"

          I doubt that many need more precise than 1 ms.

          "

          It's the *drift* that's more important. If the clock runs slow or fast by 1mS per day, it will be 1 second out in less than 3 years. Whether than is important depends on the application - especially how frequently it can be corrected from an accutate source.

          1. Anonymous Coward
            Anonymous Coward

            Re: Interesting

            I think (if memory serves me correctly as I haven't done this kind of thing since uni in 1990) the GPS ground stations can update the satellites to allow for drift

      2. tip pc Bronze badge
        Thumb Up

        Re: Interesting

        "There was a TV programme a couple of years ago where they synchronised two portable atomic clocks, then took one up to the top of Snowdon and back"

        i remember that tv show, was Jim Al-Khalili on beeb 4.

        lots of different students took time devices to different places, up mountains, further north, south etc, was interesting.

        not the beeb but think this might be it.

        https://www.youtube.com/watch?v=QQRj78jOxWo

      3. Alan Brown Silver badge

        Re: Interesting

        "if you really need the precision of atomic clocks, then you are going to have to allow for altitude."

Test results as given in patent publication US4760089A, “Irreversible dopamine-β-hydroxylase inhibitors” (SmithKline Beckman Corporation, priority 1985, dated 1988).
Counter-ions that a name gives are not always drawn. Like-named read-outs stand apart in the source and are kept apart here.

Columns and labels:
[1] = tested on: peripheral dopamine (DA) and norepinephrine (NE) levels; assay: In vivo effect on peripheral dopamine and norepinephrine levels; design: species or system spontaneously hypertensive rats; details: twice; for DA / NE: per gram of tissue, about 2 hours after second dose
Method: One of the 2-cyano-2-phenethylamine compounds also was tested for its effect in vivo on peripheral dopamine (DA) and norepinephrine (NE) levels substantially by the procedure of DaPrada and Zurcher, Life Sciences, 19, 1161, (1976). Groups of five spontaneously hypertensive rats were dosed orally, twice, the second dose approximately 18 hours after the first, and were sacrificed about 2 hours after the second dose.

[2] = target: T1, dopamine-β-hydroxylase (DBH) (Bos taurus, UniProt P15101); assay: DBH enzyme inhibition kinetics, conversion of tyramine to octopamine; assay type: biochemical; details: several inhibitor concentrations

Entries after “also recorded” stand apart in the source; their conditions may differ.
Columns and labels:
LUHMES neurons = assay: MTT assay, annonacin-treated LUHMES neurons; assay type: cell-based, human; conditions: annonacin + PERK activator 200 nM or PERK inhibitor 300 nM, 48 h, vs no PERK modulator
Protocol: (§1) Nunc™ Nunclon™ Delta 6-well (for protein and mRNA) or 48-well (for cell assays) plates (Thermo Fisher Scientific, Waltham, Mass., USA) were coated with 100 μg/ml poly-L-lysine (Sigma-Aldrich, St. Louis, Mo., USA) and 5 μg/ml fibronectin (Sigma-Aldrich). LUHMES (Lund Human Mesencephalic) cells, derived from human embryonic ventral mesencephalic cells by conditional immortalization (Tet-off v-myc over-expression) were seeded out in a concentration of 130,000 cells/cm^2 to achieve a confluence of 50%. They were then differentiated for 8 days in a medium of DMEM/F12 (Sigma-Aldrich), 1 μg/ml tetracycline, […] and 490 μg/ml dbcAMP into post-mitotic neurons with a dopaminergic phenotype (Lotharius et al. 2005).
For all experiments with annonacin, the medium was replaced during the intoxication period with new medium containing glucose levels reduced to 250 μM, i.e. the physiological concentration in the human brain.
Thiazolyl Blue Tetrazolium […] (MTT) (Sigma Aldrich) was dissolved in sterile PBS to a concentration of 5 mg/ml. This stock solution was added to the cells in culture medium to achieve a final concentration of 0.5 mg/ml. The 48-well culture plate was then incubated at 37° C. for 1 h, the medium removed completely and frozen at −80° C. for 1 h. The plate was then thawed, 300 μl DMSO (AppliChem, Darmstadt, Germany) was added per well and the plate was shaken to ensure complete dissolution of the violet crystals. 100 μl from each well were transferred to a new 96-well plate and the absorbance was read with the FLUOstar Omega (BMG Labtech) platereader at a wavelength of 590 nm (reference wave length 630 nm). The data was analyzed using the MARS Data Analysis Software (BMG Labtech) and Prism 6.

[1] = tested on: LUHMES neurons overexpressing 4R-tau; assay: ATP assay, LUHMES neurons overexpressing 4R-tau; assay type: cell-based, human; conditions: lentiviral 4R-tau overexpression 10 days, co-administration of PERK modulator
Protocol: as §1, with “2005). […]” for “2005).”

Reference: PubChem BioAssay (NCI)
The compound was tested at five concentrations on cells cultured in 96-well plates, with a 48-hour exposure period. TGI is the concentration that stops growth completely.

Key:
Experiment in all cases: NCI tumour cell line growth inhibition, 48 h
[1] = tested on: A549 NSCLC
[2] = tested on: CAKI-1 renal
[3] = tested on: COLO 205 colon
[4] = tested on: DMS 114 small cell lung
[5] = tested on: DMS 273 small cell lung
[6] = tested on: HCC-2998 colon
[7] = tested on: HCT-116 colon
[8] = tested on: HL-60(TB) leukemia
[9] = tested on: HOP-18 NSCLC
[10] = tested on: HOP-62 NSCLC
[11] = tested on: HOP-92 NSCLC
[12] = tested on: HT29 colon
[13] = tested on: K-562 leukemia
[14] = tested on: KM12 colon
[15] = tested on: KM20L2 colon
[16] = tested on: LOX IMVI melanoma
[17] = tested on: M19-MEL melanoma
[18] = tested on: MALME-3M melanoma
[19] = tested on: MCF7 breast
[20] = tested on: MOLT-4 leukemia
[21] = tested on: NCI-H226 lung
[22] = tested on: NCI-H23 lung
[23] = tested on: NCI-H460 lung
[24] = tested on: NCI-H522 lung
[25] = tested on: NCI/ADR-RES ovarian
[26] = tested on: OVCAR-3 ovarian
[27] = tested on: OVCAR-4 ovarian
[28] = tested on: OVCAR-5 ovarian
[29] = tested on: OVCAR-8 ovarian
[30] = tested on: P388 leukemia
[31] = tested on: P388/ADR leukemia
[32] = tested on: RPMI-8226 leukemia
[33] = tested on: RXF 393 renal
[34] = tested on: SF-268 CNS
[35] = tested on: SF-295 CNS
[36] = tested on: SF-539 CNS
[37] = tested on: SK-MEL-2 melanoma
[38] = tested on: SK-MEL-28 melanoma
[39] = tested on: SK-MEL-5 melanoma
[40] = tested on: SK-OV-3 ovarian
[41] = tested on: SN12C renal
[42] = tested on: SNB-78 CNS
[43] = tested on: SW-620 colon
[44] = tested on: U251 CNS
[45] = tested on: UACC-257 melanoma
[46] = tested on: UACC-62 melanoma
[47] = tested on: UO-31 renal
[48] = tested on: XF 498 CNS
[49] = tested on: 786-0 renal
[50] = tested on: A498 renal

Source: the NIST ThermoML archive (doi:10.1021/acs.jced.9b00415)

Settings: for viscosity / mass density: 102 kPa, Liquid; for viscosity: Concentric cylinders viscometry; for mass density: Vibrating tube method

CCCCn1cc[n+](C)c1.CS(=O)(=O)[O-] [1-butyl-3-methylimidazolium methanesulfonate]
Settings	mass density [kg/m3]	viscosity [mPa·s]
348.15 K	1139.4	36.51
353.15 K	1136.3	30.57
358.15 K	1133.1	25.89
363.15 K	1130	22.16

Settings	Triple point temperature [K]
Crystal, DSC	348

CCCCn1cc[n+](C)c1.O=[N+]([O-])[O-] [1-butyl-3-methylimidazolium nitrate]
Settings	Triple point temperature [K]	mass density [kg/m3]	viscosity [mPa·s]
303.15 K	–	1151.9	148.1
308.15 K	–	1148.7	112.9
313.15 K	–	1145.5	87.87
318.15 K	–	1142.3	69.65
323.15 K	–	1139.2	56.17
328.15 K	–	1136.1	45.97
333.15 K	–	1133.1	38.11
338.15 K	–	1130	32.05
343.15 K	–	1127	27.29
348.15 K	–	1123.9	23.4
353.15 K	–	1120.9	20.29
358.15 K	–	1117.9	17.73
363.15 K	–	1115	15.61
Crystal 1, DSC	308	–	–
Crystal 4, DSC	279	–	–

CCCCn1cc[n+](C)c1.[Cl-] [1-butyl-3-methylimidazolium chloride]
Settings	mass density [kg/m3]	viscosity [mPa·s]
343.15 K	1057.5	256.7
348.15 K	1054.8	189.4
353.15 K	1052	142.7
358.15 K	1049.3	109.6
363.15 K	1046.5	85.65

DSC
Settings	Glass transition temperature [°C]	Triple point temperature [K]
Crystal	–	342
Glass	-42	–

and frame dragging - which is a very real thing.

    3. Red Ted
      Thumb Up

      Re: Interesting

      Microsemi (now part of Microchip) make chip scale atomic clocks in little modules you can mount on a circuit board:

      https://www.microsemi.com/product-directory/clocks-frequency-references/3824-chip-scale-atomic-clock-csac

      1. Phil O'Sophical Silver badge

        Re: Interesting

        Is that actually a clock, which gives time of day, or just a very stable/accurate oscillator?

        1. Cynic_999 Silver badge

          Re: Interesting

          "

          Is that actually a clock, which gives time of day, or just a very stable/accurate oscillator?

          "

          It's a stable oscillator (0.5ppb) Which equates to 1 second drift over about 100 years.

          1. TRT Silver badge

            Re: Interesting

            Hm. It derives its clock by exciting caesium molecules using a pair of lasers, though. Some sort of clever feedback system which keeps the laser excitation frequencies tuned very tightly to just either side of the critical resonance frequency of the molecules. So it is a genuine atomic clock.

            I'm not explaining it well. Hang on...

            It says "The SA.45s CSAC employs coherent population trapping (CPT) to interrogate an atomic frequency. A laser illuminates atoms in a resonance cell with polarized radiation at two sidebands separated by the atomic resonance frequency. The atoms are excited to a non-scattering coherent superposition state from which further scattering is suppressed. The small size and low power of the CSAC is enabled by a novel electronic architecture, in which much of the functionality of conventional atomic clocks has been implemented in firmware rather than hardware.